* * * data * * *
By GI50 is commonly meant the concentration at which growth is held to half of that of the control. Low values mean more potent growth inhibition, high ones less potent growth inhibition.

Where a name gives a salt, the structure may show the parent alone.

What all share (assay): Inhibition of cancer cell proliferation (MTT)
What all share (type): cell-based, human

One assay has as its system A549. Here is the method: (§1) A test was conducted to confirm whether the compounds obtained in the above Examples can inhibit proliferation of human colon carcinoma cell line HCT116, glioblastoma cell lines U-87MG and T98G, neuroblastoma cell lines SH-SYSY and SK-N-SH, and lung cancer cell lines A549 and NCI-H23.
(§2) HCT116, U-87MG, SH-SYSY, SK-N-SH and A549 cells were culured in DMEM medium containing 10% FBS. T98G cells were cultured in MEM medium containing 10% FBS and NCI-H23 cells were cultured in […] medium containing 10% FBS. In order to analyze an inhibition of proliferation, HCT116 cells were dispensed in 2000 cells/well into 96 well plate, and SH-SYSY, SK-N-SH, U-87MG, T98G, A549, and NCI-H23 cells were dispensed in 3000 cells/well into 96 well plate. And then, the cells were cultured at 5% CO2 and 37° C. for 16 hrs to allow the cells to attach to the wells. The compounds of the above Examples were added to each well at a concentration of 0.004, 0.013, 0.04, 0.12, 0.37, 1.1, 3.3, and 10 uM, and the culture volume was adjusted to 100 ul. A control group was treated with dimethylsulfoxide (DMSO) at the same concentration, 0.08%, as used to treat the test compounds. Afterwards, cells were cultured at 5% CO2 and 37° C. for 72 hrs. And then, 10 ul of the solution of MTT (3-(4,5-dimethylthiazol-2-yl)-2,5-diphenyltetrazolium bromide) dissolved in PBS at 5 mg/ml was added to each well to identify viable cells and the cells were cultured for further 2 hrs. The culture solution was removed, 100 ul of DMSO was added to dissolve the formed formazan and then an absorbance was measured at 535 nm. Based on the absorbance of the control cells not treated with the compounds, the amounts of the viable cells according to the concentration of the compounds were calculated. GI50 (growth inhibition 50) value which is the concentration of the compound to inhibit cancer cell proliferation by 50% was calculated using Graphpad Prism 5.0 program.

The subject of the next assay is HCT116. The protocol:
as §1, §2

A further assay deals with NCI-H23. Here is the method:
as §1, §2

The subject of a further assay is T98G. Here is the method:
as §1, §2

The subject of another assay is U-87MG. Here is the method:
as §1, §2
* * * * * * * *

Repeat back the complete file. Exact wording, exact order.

By GI50 is commonly meant the concentration at which growth is held to half of that of the control. Low values mean more potent growth inhibition, high ones less potent growth inhibition.

Where a name gives a salt, the structure may show the parent alone.

What all share (assay): Inhibition of cancer cell proliferation (MTT)
What all share (type): cell-based, human

One assay has as its system A549. Here is the method: (§1) A test was conducted to confirm whether the compounds obtained in the above Examples can inhibit proliferation of human colon carcinoma cell line HCT116, glioblastoma cell lines U-87MG and T98G, neuroblastoma cell lines SH-SYSY and SK-N-SH, and lung cancer cell lines A549 and NCI-H23.
(§2) HCT116, U-87MG, SH-SYSY, SK-N-SH and A549 cells were culured in DMEM medium containing 10% FBS. T98G cells were cultured in MEM medium containing 10% FBS and NCI-H23 cells were cultured in […] medium containing 10% FBS. In order to analyze an inhibition of proliferation, HCT116 cells were dispensed in 2000 cells/well into 96 well plate, and SH-SYSY, SK-N-SH, U-87MG, T98G, A549, and NCI-H23 cells were dispensed in 3000 cells/well into 96 well plate. And then, the cells were cultured at 5% CO2 and 37° C. for 16 hrs to allow the cells to attach to the wells. The compounds of the above Examples were added to each well at a concentration of 0.004, 0.013, 0.04, 0.12, 0.37, 1.1, 3.3, and 10 uM, and the culture volume was adjusted to 100 ul. A control group was treated with dimethylsulfoxide (DMSO) at the same concentration, 0.08%, as used to treat the test compounds. Afterwards, cells were cultured at 5% CO2 and 37° C. for 72 hrs. And then, 10 ul of the solution of MTT (3-(4,5-dimethylthiazol-2-yl)-2,5-diphenyltetrazolium bromide) dissolved in PBS at 5 mg/ml was added to each well to identify viable cells and the cells were cultured for further 2 hrs. The culture solution was removed, 100 ul of DMSO was added to dissolve the formed formazan and then an absorbance was measured at 535 nm. Based on the absorbance of the control cells not treated with the compounds, the amounts of the viable cells according to the concentration of the compounds were calculated. GI50 (growth inhibition 50) value which is the concentration of the compound to inhibit cancer cell proliferation by 50% was calculated using Graphpad Prism 5.0 program.

The subject of the next assay is HCT116. The protocol:
as §1, §2

A further assay deals with NCI-H23. Here is the method:
as §1, §2

The subject of a further assay is T98G. Here is the method:
as §1, §2

The subject of another assay is U-87MG. Here is the method:
as §1, §2